Which Joe gave his name to ‘sloppy joes’? We look at five interesting sandwiches and their lexical origins.
A tall scrambling clematis with small fragrant flowers and tufts of gray hairs around the seeds. Native to Eurasia and North Africa, it grows chiefly on calcareous soils.Also called old man's beard
- ‘In olden times wayfaring people used to pluck traveler's joy from the hedges and use it as tea, and as a ‘pick-up’ when infused in their bottles of ale, also as a headache cure: a head-cloth was soaked in the cold tea and bound over the brow; headaches were inevitable with long hours on the dusty roads in the age of foot or horse-back travel.’
- ‘The type of people who can be helped by Clematis vitalba (also called traveler's joy) are those who tend to live in a dream world and take little interest in day-to-day events.’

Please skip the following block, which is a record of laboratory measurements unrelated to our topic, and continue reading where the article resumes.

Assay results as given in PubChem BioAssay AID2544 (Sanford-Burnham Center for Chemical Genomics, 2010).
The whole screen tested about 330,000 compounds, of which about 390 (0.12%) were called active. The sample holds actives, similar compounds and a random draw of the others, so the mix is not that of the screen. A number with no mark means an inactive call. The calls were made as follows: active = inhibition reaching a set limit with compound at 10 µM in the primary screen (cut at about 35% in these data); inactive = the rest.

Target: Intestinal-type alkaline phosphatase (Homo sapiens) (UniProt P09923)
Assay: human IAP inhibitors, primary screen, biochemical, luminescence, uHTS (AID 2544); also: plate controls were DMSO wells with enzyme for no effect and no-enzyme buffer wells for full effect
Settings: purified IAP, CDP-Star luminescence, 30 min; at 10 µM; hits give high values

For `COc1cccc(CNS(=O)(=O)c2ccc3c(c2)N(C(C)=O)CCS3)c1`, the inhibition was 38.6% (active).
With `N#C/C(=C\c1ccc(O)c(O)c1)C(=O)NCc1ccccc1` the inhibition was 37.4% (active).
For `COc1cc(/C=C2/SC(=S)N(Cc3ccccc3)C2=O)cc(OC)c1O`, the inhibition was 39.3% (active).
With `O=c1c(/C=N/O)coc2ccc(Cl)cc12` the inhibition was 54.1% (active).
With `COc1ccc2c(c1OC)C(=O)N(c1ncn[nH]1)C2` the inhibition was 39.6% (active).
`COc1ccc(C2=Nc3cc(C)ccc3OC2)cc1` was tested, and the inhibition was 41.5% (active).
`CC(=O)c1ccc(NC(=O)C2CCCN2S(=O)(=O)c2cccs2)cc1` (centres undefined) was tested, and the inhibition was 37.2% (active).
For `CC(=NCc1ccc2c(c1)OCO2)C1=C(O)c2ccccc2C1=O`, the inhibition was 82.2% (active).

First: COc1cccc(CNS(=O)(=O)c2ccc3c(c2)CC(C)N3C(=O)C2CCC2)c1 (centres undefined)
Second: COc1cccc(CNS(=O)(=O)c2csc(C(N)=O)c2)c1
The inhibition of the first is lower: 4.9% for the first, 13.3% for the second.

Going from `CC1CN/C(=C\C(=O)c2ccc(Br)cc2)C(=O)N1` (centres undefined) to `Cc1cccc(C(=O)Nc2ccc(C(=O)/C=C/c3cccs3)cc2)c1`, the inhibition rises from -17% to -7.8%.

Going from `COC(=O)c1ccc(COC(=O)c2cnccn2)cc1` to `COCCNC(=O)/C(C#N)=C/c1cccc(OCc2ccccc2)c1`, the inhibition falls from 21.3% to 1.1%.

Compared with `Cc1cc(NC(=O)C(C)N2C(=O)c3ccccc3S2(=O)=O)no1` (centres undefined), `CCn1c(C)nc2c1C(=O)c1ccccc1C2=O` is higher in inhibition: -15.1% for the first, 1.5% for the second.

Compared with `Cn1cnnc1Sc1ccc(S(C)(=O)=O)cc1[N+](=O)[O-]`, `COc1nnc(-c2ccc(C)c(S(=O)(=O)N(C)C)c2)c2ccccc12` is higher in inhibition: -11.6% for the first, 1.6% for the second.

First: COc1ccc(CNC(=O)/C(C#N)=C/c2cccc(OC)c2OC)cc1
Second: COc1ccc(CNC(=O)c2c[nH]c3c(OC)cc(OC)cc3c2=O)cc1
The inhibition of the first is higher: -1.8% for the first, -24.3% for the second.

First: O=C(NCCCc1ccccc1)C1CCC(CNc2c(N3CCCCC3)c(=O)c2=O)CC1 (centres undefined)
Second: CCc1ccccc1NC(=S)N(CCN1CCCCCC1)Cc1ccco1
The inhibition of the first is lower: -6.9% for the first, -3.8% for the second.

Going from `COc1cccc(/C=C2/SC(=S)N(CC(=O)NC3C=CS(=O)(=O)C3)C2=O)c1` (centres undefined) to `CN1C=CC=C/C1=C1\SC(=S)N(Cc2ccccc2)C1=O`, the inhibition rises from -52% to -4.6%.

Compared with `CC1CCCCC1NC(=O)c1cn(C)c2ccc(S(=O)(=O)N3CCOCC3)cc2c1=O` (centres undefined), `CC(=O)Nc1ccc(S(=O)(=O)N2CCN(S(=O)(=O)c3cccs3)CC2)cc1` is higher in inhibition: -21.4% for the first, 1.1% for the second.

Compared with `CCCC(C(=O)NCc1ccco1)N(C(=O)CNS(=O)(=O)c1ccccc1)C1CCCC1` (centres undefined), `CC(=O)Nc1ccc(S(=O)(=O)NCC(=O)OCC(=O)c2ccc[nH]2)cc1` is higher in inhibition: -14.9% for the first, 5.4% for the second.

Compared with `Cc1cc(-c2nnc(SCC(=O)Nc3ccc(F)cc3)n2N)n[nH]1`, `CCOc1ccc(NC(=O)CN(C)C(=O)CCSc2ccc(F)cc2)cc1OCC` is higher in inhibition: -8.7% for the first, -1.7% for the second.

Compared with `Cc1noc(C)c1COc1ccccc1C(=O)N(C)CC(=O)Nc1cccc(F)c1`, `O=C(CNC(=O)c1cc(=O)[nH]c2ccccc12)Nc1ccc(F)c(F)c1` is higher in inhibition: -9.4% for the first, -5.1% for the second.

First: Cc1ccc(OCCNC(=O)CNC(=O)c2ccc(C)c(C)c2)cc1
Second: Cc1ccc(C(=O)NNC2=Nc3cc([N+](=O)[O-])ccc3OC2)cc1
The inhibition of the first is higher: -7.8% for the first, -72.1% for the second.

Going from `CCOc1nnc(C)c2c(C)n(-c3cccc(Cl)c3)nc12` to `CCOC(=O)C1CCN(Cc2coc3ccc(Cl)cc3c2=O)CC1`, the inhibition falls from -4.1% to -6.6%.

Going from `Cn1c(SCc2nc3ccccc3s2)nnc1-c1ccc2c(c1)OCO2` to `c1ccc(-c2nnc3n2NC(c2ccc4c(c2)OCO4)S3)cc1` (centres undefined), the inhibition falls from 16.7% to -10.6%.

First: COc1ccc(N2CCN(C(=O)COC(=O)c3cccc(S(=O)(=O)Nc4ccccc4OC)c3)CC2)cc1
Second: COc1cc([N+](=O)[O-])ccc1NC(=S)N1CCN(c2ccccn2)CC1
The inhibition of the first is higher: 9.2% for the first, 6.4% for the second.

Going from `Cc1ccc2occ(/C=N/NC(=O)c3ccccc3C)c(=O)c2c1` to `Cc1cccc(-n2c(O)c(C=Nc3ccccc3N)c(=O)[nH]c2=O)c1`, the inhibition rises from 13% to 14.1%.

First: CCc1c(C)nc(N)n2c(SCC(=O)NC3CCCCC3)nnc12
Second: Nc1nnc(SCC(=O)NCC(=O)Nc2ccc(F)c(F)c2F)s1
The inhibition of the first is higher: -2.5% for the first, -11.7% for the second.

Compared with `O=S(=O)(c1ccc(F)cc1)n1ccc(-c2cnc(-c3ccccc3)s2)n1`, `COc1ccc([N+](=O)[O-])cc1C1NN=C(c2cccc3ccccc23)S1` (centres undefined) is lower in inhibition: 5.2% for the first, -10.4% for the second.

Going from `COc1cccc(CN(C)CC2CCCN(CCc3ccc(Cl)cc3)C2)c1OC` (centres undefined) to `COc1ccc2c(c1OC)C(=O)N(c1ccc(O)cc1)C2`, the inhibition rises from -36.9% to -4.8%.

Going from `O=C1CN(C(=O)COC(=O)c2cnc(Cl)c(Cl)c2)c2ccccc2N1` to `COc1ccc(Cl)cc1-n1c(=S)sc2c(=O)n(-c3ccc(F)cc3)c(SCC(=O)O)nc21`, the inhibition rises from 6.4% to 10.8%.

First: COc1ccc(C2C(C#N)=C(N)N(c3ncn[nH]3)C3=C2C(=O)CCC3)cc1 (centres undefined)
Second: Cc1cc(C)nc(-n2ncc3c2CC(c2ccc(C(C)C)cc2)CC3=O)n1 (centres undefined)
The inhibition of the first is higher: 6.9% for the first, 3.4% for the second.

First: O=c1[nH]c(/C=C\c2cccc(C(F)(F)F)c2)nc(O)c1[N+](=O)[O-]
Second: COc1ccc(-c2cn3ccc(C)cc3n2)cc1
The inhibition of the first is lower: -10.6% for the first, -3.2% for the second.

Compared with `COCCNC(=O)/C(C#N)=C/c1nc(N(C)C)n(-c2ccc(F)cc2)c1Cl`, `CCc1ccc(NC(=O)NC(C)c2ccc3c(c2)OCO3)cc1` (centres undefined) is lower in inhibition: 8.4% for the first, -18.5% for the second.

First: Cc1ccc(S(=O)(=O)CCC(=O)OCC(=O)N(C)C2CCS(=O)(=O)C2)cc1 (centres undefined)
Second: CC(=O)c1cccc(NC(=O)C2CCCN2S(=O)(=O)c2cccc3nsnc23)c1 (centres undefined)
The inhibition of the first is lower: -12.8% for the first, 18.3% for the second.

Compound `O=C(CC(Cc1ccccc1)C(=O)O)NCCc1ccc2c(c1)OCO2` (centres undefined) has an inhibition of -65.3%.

- ‘It is a bonny plant, the traveller's joy, and deserves its honourable and refreshing name; but as a garden plant it is valueless in comparison to the plant here figured, the Clematis flammula of Linnaeus, which has a neater growth, and in the days of its exuberant flowering emits a fragrance so rich and powerful as to overpower all other of the autumnal odours of the garden.’
- ‘Here with a quick movement of her scissors she snipped the spray of traveller's joy and it fell to the ground.’
We take a look at several popular, though confusing, punctuation marks.
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The definitions of ‘buddy’ and ‘bro’ in the OED have recently been revised. We explore their history and increase in popularity.